It is often helpful to know who funds research, and what their priorities might be, as this may affect the outputs from a project. Resistance to receiving the findings of the research or a failure to publish research reports which do not correspond with a funder's current philosophies and policies are obvious ways of exerting control, and have implications for academic freedom (Orme and Shemmings 2010), as well as ethical implications. Significant research findings may be withheld or remain out of the public domain. A famous example of a report that the government was said to have tried to suppress was The Black Report on health inequalities, which was completed in 1980. Since the findings of the report provided evidence of the growing health gap between the rich and the poor, it did not align with the philosophy of the neo-liberal Conservative government of the time. It was published in very limited numbers - around 260 - before a Bank Holiday to limit its impact. The authors were incensed, and later published it as a book which 'generated great interest both in the UK and in other countries since it showed 'that there were large differentials in mortality and morbidity that favoured the higher social classes and that were not being redressed by health or social services' (Davey Smith et al. 1990: 374).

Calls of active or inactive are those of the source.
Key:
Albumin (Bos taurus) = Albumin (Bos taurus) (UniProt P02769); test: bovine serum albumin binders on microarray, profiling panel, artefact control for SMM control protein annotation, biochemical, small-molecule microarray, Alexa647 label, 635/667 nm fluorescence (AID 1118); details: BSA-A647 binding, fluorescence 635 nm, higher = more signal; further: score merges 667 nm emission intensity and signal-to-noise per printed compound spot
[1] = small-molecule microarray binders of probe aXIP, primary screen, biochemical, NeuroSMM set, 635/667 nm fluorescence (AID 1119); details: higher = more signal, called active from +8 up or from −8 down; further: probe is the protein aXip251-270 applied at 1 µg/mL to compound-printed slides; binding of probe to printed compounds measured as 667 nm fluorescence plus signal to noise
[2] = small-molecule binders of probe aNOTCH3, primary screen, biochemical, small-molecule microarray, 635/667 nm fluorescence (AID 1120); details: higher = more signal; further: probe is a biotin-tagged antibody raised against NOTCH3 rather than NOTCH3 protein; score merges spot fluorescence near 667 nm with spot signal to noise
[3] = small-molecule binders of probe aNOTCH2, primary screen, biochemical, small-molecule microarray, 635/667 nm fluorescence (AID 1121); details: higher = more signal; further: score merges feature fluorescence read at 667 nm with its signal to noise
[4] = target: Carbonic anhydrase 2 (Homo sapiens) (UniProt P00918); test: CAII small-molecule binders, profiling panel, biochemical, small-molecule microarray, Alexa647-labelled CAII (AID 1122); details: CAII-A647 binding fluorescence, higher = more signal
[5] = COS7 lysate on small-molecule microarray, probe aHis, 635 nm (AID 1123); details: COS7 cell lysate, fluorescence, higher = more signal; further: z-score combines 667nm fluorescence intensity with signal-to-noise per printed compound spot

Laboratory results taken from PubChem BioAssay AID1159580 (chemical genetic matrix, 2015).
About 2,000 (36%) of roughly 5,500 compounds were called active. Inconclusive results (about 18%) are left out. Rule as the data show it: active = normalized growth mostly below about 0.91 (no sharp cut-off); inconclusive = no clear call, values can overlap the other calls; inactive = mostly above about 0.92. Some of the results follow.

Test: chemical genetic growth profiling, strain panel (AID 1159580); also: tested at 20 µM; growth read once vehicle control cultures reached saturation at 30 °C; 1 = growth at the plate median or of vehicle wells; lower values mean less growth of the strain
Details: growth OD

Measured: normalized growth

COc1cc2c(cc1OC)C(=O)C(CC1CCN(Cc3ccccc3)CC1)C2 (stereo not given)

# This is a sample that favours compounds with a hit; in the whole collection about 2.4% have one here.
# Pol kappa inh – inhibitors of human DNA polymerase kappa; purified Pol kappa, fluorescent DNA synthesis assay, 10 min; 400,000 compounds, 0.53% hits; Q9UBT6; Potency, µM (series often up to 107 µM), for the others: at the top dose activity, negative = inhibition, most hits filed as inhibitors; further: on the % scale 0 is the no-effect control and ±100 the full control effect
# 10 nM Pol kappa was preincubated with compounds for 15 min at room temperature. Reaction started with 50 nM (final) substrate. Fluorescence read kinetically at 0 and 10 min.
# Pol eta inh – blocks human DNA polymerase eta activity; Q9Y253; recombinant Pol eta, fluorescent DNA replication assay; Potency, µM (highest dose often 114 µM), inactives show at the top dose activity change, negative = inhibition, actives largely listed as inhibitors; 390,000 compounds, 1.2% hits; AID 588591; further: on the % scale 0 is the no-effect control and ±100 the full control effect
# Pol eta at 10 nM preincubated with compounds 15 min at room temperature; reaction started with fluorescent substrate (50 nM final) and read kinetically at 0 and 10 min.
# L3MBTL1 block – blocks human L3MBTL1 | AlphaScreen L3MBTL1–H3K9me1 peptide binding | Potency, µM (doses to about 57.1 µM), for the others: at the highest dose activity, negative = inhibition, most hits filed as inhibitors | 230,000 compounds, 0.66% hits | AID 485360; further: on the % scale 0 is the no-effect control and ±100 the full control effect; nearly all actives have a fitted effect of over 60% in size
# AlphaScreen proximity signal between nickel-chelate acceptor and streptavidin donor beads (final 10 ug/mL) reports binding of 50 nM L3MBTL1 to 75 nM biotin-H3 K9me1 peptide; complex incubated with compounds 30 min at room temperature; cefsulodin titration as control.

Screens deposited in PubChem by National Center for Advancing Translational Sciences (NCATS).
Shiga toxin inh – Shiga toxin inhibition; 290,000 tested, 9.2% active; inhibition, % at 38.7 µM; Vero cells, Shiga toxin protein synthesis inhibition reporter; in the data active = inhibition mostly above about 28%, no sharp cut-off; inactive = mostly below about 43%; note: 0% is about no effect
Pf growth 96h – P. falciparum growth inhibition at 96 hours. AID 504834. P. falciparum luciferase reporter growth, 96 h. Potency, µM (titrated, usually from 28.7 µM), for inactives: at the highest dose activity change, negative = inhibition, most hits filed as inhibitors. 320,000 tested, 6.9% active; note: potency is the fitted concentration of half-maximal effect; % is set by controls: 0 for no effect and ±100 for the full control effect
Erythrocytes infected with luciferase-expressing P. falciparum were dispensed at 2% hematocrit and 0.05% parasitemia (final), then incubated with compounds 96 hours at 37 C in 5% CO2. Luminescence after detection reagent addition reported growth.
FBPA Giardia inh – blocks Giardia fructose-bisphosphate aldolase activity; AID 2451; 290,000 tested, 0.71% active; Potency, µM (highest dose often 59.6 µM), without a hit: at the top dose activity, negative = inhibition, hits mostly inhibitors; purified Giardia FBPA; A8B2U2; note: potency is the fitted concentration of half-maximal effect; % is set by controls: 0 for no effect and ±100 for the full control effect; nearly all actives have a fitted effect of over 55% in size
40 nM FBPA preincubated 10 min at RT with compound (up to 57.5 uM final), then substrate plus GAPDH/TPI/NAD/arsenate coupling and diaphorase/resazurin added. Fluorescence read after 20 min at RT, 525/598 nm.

Owning research: power and control in the research process